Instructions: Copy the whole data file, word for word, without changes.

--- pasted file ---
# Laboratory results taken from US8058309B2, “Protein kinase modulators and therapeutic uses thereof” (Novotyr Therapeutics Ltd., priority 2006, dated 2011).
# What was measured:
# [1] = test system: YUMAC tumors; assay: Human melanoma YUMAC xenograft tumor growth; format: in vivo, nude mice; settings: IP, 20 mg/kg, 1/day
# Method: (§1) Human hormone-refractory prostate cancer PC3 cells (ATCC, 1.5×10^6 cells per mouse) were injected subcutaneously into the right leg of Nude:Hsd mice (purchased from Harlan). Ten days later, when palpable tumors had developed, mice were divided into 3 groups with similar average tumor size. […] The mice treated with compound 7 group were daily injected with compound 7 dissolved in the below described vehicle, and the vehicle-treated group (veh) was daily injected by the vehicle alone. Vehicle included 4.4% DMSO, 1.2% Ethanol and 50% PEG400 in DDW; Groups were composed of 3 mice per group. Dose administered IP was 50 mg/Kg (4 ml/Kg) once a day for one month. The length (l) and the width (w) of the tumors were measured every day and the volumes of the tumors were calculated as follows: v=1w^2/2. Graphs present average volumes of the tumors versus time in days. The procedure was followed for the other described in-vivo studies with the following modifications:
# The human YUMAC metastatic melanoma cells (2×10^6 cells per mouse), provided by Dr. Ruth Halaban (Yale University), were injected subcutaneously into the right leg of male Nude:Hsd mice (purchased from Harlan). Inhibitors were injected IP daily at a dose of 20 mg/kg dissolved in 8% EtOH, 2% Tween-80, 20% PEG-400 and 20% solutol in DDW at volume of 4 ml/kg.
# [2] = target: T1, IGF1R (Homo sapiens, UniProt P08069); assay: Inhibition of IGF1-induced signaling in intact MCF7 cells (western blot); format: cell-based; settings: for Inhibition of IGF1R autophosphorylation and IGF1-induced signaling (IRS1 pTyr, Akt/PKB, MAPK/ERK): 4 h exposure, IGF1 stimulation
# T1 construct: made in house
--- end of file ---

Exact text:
# Laboratory results taken from US8058309B2, “Protein kinase modulators and therapeutic uses thereof” (Novotyr Therapeutics Ltd., priority 2006, dated 2011).
# What was measured:
# [1] = test system: YUMAC tumors; assay: Human melanoma YUMAC xenograft tumor growth; format: in vivo, nude mice; settings: IP, 20 mg/kg, 1/day
# Method: (§1) Human hormone-refractory prostate cancer PC3 cells (ATCC, 1.5×10^6 cells per mouse) were injected subcutaneously into the right leg of Nude:Hsd mice (purchased from Harlan). Ten days later, when palpable tumors had developed, mice were divided into 3 groups with similar average tumor size. […] The mice treated with compound 7 group were daily injected with compound 7 dissolved in the below described vehicle, and the vehicle-treated group (veh) was daily injected by the vehicle alone. Vehicle included 4.4% DMSO, 1.2% Ethanol and 50% PEG400 in DDW; Groups were composed of 3 mice per group. Dose administered IP was 50 mg/Kg (4 ml/Kg) once a day for one month. The length (l) and the width (w) of the tumors were measured every day and the volumes of the tumors were calculated as follows: v=1w^2/2. Graphs present average volumes of the tumors versus time in days. The procedure was followed for the other described in-vivo studies with the following modifications:
# The human YUMAC metastatic melanoma cells (2×10^6 cells per mouse), provided by Dr. Ruth Halaban (Yale University), were injected subcutaneously into the right leg of male Nude:Hsd mice (purchased from Harlan). Inhibitors were injected IP daily at a dose of 20 mg/kg dissolved in 8% EtOH, 2% Tween-80, 20% PEG-400 and 20% solutol in DDW at volume of 4 ml/kg.
# [2] = target: T1, IGF1R (Homo sapiens, UniProt P08069); assay: Inhibition of IGF1-induced signaling in intact MCF7 cells (western blot); format: cell-based; settings: for Inhibition of IGF1R autophosphorylation and IGF1-induced signaling (IRS1 pTyr, Akt/PKB, MAPK/ERK): 4 h exposure, IGF1 stimulation
# T1 construct: made in house